How to Build Hugelkultur Raised Garden Beds

Hugelkultur Raised Garden Beds | Roots & Boots

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It all started with a permaculture book checked out from the library last year.  I had no idea about Hugelkultur raised garden beds until then, but once I learned the concept it made perfect sense!

Why didn’t I think of this before?

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Hugelkultur is a German word that means “hill culture”.  Hugel beds start with a base of logs, branches, and twigs.  Then layers of organic materials are added on top, such as grass clippings, hay, straw, leaves, manure, compost, and finally top soil.

Hugelkultur raised garden beds mimic natural woodland composting.  A tree falls in the forest and decays on the ground.  Over time, organic materials fall or grow on top of the rotting wood.  As the wood rots, it retains water and delivers nutrients to the soil and eventually breaks down completely into wonderfully rich soil.

Doesn’t this sound like the perfect method for organic gardening?  I’m super excited to experiment with hugelkultur raised garden beds on our new farm.

Update: after one full year with our hugel beds, I’m sharing an update!  Read it here: 3 Important Tips for Hugelkultur Raised Beds.

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6 Benefits of Hugelkulture Raised Garden Beds

1. Water retention

The bottom layer of wood acts like a sponge, drinking up rainwater and slowing making it available to plant roots.  I’ve heard that hugelkultur raised garden beds do require some watering during the first year as they get started, but should be largely self sufficient from then on.

2. Good drainage

This is true of raised beds in general, but especially of hulgelkultur raised garden beds.  The stacked layers of organic materials plus the wood at the bottom make hugel beds resistant to flooding.

3. Soil improvement

The organic ingredients of a Hugel bed combine to create a rich, nutrient dense soil.

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4. Soil temperature

Similar to a compost pile, the decaying biomass inside hugelkultur raised garden beds heats up and warms the soil.  This can actually extend the growing season by allowing the gardener to plant warm weather plants a bit earlier in the spring and keep them growing a bit longer in the fall.

5. Maximized growing space

True hugel beds mounded on the ground or in trenches can be quite tall.  Plants can grow up one side and down the other, which yields much more growing space than a traditional flat raised garden bed.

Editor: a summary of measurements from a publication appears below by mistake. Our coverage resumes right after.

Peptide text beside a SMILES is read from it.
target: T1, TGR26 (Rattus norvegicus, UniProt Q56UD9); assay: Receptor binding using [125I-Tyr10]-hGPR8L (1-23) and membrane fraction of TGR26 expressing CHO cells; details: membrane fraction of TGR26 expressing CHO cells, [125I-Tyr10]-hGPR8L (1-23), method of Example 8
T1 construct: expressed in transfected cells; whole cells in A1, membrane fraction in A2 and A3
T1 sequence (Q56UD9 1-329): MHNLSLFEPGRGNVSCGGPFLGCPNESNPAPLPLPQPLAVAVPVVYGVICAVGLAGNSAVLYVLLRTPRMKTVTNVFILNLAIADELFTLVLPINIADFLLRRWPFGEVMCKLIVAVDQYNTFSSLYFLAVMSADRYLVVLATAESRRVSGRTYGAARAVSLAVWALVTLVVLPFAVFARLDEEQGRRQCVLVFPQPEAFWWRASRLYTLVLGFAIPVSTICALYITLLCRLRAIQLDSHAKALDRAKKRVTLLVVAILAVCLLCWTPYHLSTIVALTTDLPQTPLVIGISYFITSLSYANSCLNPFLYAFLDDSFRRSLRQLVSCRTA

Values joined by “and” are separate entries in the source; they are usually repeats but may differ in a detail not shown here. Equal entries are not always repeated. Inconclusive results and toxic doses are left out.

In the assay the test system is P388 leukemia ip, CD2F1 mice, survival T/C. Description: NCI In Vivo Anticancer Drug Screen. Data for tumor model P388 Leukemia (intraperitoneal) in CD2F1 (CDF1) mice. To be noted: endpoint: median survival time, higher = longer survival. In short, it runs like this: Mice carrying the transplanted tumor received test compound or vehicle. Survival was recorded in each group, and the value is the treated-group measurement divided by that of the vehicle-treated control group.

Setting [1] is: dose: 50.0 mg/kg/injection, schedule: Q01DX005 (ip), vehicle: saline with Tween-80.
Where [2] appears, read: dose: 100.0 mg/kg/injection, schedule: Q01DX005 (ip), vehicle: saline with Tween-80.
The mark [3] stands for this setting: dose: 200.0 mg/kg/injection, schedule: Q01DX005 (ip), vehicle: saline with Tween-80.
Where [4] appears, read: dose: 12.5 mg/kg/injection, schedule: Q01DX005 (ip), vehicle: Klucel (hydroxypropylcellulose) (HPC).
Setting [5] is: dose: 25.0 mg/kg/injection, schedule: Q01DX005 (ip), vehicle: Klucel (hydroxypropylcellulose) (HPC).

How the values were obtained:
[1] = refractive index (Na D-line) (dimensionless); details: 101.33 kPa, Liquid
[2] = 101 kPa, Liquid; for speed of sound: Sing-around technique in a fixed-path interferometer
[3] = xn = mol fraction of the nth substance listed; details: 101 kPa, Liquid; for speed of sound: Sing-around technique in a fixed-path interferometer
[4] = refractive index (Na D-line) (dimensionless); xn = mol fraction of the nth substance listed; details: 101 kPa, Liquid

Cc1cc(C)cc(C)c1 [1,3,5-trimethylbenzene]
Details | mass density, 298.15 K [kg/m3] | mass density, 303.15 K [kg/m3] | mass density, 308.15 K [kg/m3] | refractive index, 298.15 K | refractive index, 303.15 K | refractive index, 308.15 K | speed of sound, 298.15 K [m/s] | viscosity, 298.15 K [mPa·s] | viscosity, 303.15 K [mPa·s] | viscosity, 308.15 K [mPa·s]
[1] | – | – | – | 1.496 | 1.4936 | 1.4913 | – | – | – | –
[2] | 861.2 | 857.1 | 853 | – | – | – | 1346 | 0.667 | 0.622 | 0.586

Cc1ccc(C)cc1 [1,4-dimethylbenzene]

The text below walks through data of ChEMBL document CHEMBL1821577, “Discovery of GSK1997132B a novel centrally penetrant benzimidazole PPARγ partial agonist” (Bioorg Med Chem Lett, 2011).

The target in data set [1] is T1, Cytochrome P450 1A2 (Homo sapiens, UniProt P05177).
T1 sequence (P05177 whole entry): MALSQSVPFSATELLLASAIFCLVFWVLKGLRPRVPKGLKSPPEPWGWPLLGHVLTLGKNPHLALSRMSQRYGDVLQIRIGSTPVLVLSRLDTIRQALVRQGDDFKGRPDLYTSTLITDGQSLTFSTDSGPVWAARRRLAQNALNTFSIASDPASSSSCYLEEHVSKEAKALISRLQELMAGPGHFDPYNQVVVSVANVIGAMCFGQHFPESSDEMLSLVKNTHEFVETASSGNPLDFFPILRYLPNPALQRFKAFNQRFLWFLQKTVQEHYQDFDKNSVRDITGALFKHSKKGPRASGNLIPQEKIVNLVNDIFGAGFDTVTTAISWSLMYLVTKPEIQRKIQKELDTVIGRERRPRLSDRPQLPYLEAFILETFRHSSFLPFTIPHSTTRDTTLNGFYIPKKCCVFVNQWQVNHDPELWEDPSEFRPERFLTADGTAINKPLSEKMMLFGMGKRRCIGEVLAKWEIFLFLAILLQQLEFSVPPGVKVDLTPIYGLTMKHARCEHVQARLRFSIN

6. Recycled tree waste

Organic gardeners love to compost any organic biomass they can get their hands on.  But logs and branches often pose a challenge because they can take so long to break down in a compost pile.  Incorporating fallen trees and branches on your property (and maybe from the neighbors, too!) into hugelkultur raised garden beds is an efficient way to compost all that valuable wood.

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3 Ways to Build Hugelkulture Raised Garden Beds

1. On the ground

Advantage: easy!  No digging required.

  1. Simply spread a layer of cardboard or very thick newspaper on the ground.  I’ve heard that if you layer them high enough, hugel beds can even be created on top of concrete!
  2. Pile wood, logs, branches, wood chips on the cardboard.
  3. Add layers of organic materials: grass clippings, leaves, hay, straw, manure, compost.
  4. Finish with top soil.

2. In ditches or trenches

Advantage: produces a lower hugel bed that may blend more seamlessly with existing landscapes.

  1. Dig a trench as deep as you like.
  2. Pile wood, logs, branches, wood chips in the trench.
  3. Lay the removed sod upside down on top of the wood.
  4. Add layers of organic materials: grass clippings, leaves, hay, straw, manure, compost.
  5. Finish with top soil.

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3. In containers

Advantage: great for small spaces, city dwellers, and raised beds.

We used this method in our newly constructed wooden raised beds.

  1. Depending on the size of your container, start with a base of logs, twigs, or wood chips.
  2. Add layers of organic materials: grass clippings, leaves, hay, straw, manure, compost.
  3. Finish with top soil.

Important Tips for Creating Hugelkultur Raised Garden Beds

1. Depth – The combined layers of organic materials on top of the wood should be about 12″ deep.

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2. Prevent diggers – Lay a sheet of metal hardware cloth on top of the cardboard before adding wood and organic materials to deter voles, mice, and other digging garden pests.

3. Plan ahead – If possible, consider preparing your hugel beds in the fall and allowing them to rest over the winter.  Add a fresh layer of compost on top prior to planting in the spring.

4. Consider nitrogen – During the first year of a hugel bed, the decaying wood will rob nitrogen from the soil.  The fresher the wood, the more nitrogen it will require as it breaks down.  Consider adding nitrogen sources via the methods listed below.  If your wood layer is already rotting, you may not need additional nitrogen.